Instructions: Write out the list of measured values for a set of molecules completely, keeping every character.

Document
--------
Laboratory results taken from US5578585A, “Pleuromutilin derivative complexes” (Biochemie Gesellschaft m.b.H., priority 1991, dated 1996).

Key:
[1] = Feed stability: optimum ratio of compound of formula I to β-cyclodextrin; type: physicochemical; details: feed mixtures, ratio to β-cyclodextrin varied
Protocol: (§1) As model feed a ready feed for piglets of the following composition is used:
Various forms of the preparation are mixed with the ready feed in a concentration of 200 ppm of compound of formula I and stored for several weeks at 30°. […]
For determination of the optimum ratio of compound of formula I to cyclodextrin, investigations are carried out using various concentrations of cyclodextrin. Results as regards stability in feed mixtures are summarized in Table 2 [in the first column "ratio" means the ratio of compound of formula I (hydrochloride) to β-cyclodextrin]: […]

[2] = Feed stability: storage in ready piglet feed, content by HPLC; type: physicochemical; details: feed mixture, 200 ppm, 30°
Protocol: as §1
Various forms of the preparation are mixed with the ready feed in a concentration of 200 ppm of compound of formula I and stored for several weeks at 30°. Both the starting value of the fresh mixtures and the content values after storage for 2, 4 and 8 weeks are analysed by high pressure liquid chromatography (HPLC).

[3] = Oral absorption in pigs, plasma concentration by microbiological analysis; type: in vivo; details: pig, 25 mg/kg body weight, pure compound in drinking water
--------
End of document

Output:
Laboratory results taken from US5578585A, “Pleuromutilin derivative complexes” (Biochemie Gesellschaft m.b.H., priority 1991, dated 1996).

Key:
[1] = Feed stability: optimum ratio of compound of formula I to β-cyclodextrin; type: physicochemical; details: feed mixtures, ratio to β-cyclodextrin varied
Protocol: (§1) As model feed a ready feed for piglets of the following composition is used:
Various forms of the preparation are mixed with the ready feed in a concentration of 200 ppm of compound of formula I and stored for several weeks at 30°. […]
For determination of the optimum ratio of compound of formula I to cyclodextrin, investigations are carried out using various concentrations of cyclodextrin. Results as regards stability in feed mixtures are summarized in Table 2 [in the first column "ratio" means the ratio of compound of formula I (hydrochloride) to β-cyclodextrin]: […]

[2] = Feed stability: storage in ready piglet feed, content by HPLC; type: physicochemical; details: feed mixture, 200 ppm, 30°
Protocol: as §1
Various forms of the preparation are mixed with the ready feed in a concentration of 200 ppm of compound of formula I and stored for several weeks at 30°. Both the starting value of the fresh mixtures and the content values after storage for 2, 4 and 8 weeks are analysed by high pressure liquid chromatography (HPLC).

[3] = Oral absorption in pigs, plasma concentration by microbiological analysis; type: in vivo; details: pig, 25 mg/kg body weight, pure compound in drinking water